Meet the Correspondent: Marina Grechanik > Tel-Aviv, Israel$show=/search/label/Marina%20Grechanik


"Sketching is one of my passions. I don't feel comfortable when I leave home without a sketchbook and some pens in my bag. I think that my way to put things in my memory is to draw them. And taking pictures isn't the same thing.

I live in a very dynamic surrounding — Israel is a warm country with warm weather and warm people. Of course, we have seashores, which calm us a little bit. I love to sit in a corner of some Tel-Aviv coffee shop and explore relationships: between people, their environment, between myself. All this unique local mix of cultures, languages and styles is always a great source for inspiration. You need to be fast, because, as I said, everything is very dynamic. But that's why I love it so much.

Sometimes, I look around, and I find some usual items like sugar bags or napkins. I use them in my drawings to show the atmosphere. Sometimes I draw directly on placemats."

• Marina's art on Flickr.
• Marina's website.

Meet the Correspondent: Tina Koyama > Seattle$show=/search/label/tina%20koyama

"The dictionary says that a hobby is “an activity or interest pursued for pleasure or relaxation.” Although urban sketching certainly provides both pleasure and relaxation, I don’t think of it as my hobby. I think of it more as a way of life – something that has become such a normal part of my everydayness that it shapes how I view the world.

For most of my life I had both the fear of drawing as well as the desire to draw. In 2011, inspired by Gabi Campanario’s Seattle Sketcher column, I finally decided to overcome the fear. His drawings of Seattle – my birthplace and lifelong home – were of sights that I had seen many times, yet had never truly seen. I wanted to learn to see, and therefore experience, those locations (and any new ones that I travel to) more completely. Part 8 of the Urban Sketchers Manifesto, to “show the world, one drawing at a time,” has a flip side: Sketching enables me to see my own world, one drawing at a time.

In the last four years, it is not an exaggeration to say that Urban Sketchers has changed my life. I have met and sketched with many wonderful people around the globe, either at symposiums or during other travel, because the USk network brought us together. I sketch almost weekly with my local group, sharing sketches, art supplies and friendship. Even when I stay home and enjoy sketches online, I am still a part of that rich network, learning with every sketch about other people’s lives.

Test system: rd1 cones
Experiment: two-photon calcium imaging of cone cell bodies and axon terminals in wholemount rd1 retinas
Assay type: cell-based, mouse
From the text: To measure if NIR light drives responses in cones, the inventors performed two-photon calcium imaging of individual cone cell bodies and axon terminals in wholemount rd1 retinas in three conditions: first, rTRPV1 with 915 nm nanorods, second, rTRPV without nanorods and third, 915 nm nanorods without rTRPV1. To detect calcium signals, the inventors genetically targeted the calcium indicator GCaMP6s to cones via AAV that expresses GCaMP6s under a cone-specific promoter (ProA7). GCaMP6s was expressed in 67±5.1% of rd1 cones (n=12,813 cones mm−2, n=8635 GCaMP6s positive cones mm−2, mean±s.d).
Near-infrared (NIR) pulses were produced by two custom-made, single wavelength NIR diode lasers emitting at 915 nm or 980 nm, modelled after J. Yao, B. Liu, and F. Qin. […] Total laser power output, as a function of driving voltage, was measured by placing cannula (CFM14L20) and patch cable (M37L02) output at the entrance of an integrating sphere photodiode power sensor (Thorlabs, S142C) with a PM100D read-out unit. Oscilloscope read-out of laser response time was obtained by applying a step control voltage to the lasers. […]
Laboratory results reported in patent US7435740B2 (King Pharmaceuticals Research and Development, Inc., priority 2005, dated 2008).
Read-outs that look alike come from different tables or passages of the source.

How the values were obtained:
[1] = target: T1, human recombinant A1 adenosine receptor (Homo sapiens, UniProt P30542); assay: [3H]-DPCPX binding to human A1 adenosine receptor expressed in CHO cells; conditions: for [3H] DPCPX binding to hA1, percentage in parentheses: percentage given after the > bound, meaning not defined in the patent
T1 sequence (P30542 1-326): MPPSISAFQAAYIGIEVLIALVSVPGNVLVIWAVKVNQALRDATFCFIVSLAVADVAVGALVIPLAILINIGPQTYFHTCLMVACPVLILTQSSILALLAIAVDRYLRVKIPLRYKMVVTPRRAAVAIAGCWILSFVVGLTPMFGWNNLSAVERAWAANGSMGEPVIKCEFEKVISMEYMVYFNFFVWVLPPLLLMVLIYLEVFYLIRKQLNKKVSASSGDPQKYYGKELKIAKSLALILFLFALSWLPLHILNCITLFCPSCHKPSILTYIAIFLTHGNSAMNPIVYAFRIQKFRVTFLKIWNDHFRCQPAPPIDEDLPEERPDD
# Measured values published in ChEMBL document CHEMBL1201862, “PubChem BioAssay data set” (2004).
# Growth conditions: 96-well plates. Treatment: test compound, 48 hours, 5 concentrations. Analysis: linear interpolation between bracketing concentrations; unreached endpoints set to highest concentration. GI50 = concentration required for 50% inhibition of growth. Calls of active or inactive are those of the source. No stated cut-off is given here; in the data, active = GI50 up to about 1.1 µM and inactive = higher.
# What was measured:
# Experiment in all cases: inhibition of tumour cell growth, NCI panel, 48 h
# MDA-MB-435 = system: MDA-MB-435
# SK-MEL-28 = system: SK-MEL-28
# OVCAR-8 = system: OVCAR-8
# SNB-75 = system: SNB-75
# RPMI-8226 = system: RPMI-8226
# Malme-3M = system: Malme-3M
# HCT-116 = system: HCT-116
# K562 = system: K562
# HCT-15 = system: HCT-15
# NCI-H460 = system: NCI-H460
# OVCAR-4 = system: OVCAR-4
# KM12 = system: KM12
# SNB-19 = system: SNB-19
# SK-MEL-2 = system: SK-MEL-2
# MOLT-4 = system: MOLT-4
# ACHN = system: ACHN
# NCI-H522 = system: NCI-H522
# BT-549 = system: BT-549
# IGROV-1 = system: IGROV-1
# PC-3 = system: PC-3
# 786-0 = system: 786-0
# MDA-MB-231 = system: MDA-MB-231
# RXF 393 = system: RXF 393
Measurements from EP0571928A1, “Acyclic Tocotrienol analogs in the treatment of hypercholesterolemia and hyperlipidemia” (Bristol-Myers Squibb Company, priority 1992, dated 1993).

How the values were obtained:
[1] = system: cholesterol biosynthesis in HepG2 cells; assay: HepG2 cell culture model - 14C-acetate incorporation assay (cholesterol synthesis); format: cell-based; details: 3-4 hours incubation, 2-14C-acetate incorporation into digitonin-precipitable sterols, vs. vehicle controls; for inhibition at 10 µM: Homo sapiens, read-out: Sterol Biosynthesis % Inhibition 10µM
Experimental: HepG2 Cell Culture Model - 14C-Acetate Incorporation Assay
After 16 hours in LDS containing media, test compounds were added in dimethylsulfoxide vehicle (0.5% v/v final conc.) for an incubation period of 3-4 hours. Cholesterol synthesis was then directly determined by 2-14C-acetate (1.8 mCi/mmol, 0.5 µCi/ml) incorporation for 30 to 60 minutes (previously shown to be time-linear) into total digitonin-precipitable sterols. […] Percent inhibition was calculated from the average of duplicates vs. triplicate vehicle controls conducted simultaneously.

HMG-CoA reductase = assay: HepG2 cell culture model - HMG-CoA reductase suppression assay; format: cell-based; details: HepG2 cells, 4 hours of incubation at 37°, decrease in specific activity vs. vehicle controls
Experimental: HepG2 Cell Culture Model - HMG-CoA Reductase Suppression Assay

In May, my husband Greg and I went to France for the first time, and I sketched the Eiffel Tower. Sketching one of the world’s most famous icons felt like a dream come true – the ultimate in urban sketching. But although I can’t resist sketching world-famous icons whenever I’m fortunate enough to see them, for me, urban sketching is much more than that.

Urban sketching is a tree with its middle chopped away to accommodate Seattle’s ubiquitous power lines. It’s about a couple of women chatting over coffee, or about workers roofing the house next door. It’s about an excavator filling a hole where a cherry tree once stood. Or the Tibetan monastery I drive by frequently that I couldn’t resist because it’s bright orange. Urban sketching is a string band performing at a local farmers’ market – or perhaps in Villefranche-sur-Mer.

Celebrating the mundane as well as the famous is what urban sketching is all about. My sketches are not necessarily about “special” moments; they are moments made special because I sketched them."

Tina has been editor of Drawing Attention since 2013 and now serves on the Urban Sketchers editorial board. See more of her sketches on her blog, on Flickr and on Instagram.

Meet the Correspondent: Pete Scully > Davis, Calif.$show=/search/label/Pete%20Scully



"I am from urban north London, but now live in urbane Davis California. I sketch, I write, sometimes do things and go places and my name is Pete.

When not Davis, I sketch Sacramento, San Francisco, London, or anywhere else I happen to be. I tend to erase people and cars from my cities, but I'm starting to get over this.

Davis: calm, old-fashioned, progressive, quirky, very very hot in the summer. I use micron and copic pens, with watercolour."

• Pete's blog.
• Pete's art on Flickr.

Meet the Correspondent: Suhita Shirodkar > San Jose, Calif.$show=/search/label/Suhita%20Shirodkar

"I was born in Mumbai (Bombay) and lived in different parts of India until I moved to San Jose, California, where I now live.

Travel inspires my art, but, traveling or not, I try to view the world around me as a traveller would; so whether I’m capturing a moment of calm on the banks of the Ganges in India, or sketching over coffee at my local coffee shop, I aim to look deeply, and with wonder, at both the everyday and the exotic, the old and the new.

I love color. My sketch kit consists of Extra Fine Sharpies (the fact that they bleed into the paper as soon as they touch it works really well for me—it forces me to work super-quick), a small set of Prismacolor pencils and a little watercolor travel set".
Blog
Flickr

Meet the Correspondent: Omar Jaramillo > Berlin$show=/search/label/Omar%20Jaramillo